By 2013, the virus had mutated itself into H5N8 in Zhejiang, China, and then appeared in Russia and several other European countries. It reached Canada by the end of 2014, thanks to birds migrating along the Bering Strait that August. Then H5N8 emerged anew in Russia, Mongolia, Europe, India, and China. Meanwhile, H5 flu viruses paired with N2, N3, N6, and N9 also appeared in various places.

Tracking the trajectory of flu among migratory birds in Japan reveals how fast the situation can change.

In October 2020, researchers from Hokkaido University reported in the journal Viruses evidence of H5N8 in droppings in a lake from migratory birds. By late March 2021, more than 30 new outbreaks among domestic poultry and wild fowl had been reported in Japan, traced to migratory birds from Europe.

Sick birds flying from Europe to Japan was unusual for two reasons: new flus usually come from East Asia, and it all happened in just a few months. Plus, the European H5N8 variant is a bit different. A few of the single-RNA-base mutations alter the encoded amino acids in ways that make the virus bind more tenaciously to the sialic acid receptors on cells of the human lower airways. That might explain why, so far, the variant viruses don’t pass from person to person – buried deep in the lungs, they’re less likely to spew out in a cough or sneeze. But the infected person suffers severe respiratory distress.

Justifiable Fear?

Taken together, it’s clear that new bird flu viruses are all over the place, flown from here and there, perhaps mixing themselves into dangerous new variants.

Even if we can’t chart all the outbreaks, they appear to now be continuous and spreading, perhaps setting the stage for a pandemic should they meet and merge into a frightening confluence. And with a virus as inherently changeable as influenza, and as deadly as the H5N8 bird strains, could a new ability to pass person-to-person seed another pandemic? This time of flu?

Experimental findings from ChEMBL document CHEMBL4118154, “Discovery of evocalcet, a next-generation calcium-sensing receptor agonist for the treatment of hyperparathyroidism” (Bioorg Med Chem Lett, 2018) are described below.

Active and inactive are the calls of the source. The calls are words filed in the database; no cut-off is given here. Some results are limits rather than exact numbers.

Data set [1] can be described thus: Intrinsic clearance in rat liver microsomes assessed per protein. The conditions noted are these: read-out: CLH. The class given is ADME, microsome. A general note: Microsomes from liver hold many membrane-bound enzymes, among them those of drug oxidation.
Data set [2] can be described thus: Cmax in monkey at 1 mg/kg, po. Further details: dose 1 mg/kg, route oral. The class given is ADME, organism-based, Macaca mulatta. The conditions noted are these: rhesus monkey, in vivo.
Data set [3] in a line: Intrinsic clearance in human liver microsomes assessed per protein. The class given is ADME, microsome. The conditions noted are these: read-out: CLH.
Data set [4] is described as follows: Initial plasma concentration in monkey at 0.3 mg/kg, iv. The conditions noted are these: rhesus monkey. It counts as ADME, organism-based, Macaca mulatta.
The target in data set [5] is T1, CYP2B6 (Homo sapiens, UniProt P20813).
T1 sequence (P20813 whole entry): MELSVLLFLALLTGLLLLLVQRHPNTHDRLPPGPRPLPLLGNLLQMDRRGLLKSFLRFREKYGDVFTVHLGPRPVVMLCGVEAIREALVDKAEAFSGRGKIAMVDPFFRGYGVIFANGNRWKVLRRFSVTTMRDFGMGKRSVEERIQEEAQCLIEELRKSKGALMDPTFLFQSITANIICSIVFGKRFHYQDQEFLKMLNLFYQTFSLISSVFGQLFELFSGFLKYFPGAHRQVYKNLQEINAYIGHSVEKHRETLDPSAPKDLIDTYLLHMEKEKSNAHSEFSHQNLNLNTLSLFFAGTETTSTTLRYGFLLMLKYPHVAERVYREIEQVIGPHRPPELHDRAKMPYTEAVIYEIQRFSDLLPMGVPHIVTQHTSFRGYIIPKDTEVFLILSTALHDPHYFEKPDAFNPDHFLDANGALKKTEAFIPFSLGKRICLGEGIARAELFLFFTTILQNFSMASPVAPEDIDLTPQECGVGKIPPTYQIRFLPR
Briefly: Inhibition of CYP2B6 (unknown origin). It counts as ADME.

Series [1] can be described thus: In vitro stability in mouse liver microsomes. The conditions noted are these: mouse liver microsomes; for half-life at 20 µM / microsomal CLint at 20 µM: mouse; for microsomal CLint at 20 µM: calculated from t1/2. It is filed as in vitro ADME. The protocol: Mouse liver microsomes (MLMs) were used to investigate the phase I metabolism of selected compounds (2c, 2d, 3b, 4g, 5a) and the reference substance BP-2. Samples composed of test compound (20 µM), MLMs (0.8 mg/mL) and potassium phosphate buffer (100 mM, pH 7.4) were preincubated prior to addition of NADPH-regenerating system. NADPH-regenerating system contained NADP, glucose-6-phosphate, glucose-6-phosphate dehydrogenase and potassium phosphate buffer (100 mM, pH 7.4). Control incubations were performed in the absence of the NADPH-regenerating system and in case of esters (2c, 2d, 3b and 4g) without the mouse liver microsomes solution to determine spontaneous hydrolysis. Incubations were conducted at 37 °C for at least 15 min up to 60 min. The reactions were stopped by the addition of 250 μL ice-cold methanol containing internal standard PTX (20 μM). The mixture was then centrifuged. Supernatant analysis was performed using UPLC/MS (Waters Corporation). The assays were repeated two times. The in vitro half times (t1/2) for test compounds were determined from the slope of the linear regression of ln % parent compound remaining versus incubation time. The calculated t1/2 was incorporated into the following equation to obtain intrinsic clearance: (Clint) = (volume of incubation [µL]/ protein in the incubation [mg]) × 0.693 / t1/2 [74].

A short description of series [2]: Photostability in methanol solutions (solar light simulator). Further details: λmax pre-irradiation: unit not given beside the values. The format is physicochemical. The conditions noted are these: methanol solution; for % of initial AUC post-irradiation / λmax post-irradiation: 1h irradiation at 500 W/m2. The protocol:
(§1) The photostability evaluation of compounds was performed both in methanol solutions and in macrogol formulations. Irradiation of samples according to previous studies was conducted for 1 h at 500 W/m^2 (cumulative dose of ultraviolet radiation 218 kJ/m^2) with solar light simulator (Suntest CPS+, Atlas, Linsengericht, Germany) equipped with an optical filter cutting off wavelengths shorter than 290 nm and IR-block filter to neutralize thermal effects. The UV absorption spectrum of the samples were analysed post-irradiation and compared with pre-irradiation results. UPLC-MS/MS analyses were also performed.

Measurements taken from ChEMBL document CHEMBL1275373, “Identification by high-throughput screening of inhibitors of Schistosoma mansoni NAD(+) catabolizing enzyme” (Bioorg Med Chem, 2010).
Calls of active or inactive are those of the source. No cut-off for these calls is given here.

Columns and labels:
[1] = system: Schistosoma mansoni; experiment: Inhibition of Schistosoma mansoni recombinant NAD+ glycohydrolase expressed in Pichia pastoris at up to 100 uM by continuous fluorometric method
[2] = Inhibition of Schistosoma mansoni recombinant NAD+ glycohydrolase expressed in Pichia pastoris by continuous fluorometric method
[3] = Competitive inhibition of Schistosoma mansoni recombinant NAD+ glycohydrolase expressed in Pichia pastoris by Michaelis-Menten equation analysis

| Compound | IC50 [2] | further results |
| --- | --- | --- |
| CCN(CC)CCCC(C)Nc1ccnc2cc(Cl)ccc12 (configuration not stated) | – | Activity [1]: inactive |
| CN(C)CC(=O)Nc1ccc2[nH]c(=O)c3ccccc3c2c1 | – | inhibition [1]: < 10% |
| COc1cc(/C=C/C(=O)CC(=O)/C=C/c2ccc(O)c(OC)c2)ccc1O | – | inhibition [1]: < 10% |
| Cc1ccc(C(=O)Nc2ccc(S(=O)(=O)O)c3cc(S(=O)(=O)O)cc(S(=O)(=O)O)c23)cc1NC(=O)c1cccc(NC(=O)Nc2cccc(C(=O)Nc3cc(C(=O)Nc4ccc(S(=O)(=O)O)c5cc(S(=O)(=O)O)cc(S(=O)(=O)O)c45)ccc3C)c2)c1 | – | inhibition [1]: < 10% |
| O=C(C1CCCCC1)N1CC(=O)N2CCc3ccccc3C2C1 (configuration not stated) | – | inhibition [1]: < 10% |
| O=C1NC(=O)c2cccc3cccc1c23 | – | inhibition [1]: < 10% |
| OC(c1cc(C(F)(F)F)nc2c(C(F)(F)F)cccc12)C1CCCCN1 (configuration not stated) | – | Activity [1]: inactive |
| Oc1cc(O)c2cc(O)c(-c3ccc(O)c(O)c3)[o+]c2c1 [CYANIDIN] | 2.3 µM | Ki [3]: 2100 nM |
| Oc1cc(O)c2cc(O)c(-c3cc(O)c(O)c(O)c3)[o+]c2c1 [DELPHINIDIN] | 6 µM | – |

That’s what Shi and Gao fear: “The zoonotic potential of AIVs warrants continuous, vigilant monitoring to avert further spillovers that could result in disastrous pandemics.”

They cite their reasons:

“Because of the long-distance migration of wild birds, the innate capacity for reassortment of avian influenza viruses, the increased human-type receptor binding capability, and the constant antigenic variation of HPAIVs, it is imperative that the global spread and potential risk of H5N8 avian influenza viruses to poultry farming, avian wildlife, and global public health are not ignored.”

They suggest that we:

• Rev up surveillance of the highly pathogenic flu viruses on poultry farms and in wild bird populations
• Learn more about the transmissibility, pathogenicity, and effect on the human immune response of one particular subtype of H5N8 (2.3.4.4b), and update vaccines
• Decrease small-scale family-based poultry farming and increase large-scale farming, and better manage live poultry markets
• Avoid wild birds, don’t hunt or eat them, and maintain public health measures during flu season

Don’t put away those COVID masks just yet! And get vaccinated, against COVID as well as flu.